What is Paronychia? Symptoms, causes and treatment - An online health& Fitness Blog to know more about health, fitness & food.

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What is Paronychia? Symptoms, causes and treatment

Sunday, November 24, 2019


Paronychia is a nail disease which makes the skin swollen, red and sore. It can be bacterial or fungal in origin, usually affecting the nails of the hands and feet. Susceptible areas are where the skin and nail meet at the side or the base of a toenail or fingernail. It can come on gradually (chronic paronychia) or quite suddenly (acute paronychia).

Signs and symptoms

The skin around the nail will likely be itchy, hot and painful. Usually pus is present too, along with gradual browning and thickening of the nail itself.


Acute paronychia is typically caused by bacteria. The infection is generally treated with antibiotics, either oral, topical or both. Chronic paronychia is most often the result of a yeast infection in the soft tissues surrounding the nail but can also be traced to a bacterial infection. If the infection doesn’t fully clear and keeps reoccurring, it could well be fungal and require the application of antifungal paint or cream.

People who repeatedly wash their hands, for example those working in catering or childcare, and those who bite their nails regularly, are at most risk of Paronchia.

Treatment

Warm soaking of the affected area using a small amount of salt water can help to ease symptoms and clear mild infections. Antibiotics such as cephalexin and clindamycin may also be used, but if there are signs of an abscess then drainage is recommended.

Chronic paronychia is treated by avoiding whatever is causing it, a topical antifungal, and a topical steroid. If the patient’s condition does not improve, steroids and oral antifungals may be used, or the nail fold might need to be removed surgically.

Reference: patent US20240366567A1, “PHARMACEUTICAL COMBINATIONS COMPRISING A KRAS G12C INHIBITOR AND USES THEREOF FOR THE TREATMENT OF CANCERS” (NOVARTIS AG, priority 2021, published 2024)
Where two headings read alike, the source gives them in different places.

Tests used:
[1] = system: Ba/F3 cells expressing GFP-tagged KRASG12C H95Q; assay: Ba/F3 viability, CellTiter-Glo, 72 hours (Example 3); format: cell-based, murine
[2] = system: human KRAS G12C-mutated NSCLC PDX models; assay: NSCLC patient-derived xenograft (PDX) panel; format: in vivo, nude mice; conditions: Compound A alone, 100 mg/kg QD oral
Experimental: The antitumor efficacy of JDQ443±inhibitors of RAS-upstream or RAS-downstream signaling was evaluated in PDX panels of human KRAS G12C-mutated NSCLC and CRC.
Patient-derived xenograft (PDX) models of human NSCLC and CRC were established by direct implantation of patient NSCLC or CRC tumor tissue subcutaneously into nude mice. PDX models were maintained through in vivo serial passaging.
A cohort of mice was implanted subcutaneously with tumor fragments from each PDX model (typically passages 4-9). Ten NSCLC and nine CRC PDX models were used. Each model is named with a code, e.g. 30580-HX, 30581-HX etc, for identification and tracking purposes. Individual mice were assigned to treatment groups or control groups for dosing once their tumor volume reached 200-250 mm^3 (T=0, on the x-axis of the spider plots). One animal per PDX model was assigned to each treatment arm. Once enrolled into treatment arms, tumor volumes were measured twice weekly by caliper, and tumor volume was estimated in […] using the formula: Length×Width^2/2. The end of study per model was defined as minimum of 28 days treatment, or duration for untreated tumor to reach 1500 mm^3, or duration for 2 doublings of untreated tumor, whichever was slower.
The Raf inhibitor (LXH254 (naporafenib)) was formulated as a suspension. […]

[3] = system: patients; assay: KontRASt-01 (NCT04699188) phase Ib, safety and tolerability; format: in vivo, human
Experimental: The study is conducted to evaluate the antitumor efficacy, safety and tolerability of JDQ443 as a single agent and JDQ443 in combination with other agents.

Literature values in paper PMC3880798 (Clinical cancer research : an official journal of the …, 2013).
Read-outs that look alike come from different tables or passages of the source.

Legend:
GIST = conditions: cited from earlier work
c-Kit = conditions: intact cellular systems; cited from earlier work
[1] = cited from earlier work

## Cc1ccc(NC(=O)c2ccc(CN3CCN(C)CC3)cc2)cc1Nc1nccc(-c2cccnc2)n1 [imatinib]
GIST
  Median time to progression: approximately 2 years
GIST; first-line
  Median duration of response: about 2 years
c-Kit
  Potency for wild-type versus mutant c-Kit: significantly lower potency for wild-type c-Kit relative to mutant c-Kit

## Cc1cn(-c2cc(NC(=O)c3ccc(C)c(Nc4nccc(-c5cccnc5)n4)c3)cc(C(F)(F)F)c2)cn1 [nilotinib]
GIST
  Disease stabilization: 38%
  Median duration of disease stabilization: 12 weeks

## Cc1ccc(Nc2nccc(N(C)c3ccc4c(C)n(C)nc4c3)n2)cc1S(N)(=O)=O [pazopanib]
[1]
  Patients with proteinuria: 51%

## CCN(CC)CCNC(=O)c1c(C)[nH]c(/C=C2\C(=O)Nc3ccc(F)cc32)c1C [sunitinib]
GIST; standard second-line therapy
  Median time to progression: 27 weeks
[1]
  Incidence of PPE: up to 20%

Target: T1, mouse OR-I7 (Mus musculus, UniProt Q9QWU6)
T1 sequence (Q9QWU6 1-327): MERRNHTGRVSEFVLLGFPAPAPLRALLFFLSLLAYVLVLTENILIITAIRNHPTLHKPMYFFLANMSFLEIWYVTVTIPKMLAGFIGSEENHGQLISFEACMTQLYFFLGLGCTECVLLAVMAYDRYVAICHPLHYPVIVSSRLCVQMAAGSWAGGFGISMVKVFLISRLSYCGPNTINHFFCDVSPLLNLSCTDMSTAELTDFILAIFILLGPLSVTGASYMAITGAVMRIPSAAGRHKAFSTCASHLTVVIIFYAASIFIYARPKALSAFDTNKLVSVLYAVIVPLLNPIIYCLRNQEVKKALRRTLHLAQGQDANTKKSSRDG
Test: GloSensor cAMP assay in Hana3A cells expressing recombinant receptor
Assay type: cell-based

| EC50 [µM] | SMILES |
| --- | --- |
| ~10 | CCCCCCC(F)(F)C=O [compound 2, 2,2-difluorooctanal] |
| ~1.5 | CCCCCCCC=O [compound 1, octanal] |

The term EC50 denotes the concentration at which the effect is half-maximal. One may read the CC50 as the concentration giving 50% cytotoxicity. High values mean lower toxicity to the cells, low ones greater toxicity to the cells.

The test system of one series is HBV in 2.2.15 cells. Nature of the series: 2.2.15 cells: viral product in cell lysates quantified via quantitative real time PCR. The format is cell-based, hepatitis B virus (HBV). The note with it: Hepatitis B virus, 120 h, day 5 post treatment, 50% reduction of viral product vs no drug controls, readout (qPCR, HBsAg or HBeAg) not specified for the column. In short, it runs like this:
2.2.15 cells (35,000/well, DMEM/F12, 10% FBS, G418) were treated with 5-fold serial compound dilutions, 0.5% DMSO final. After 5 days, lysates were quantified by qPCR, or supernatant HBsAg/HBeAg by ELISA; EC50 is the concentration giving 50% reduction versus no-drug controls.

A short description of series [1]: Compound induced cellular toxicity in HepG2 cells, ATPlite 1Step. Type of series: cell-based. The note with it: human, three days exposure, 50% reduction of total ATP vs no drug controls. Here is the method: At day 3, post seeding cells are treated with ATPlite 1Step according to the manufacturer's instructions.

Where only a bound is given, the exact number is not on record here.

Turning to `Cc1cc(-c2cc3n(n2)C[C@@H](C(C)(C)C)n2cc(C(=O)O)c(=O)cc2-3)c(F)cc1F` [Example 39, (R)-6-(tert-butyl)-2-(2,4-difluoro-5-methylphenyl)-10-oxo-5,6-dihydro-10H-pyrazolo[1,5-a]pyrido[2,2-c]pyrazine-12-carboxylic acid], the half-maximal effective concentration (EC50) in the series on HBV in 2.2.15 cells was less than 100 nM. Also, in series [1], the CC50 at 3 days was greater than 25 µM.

Learn the basics around minor injuries and how they’re treated with our scheduled CPD courses

Do you feel confident in telling the difference between a simple self-healing skin infection and something more serious? Spotting any worrying symptoms like pus, a fever or the skin feeling very hot can make all the difference to your patient’s prognosis. In some cases minor surgery may be required and this is where our CPD courses may prove useful.

Designed specifically for nurses and front line allied health professionals, PDUK offers a couple of excellent CPD courses in minor surgery and minor injuries; Minor injury essentials: accredited by the RCN Centre for Professional Accreditation and Minor surgical procedures. Both courses are ideal for junior doctors, nurses and other allied health professionals and are worth between 7 and 21 hours of CPD (depending which one you choose).

 Both held at St. Bart’s hospital in London, the courses offer a firm grounding in minor injury diagnosis, treatment, aftercare and review. There are several dates available between January and June 2020, although spaces are limited so it’s well worth booking early. All course material and refreshments will be provided.
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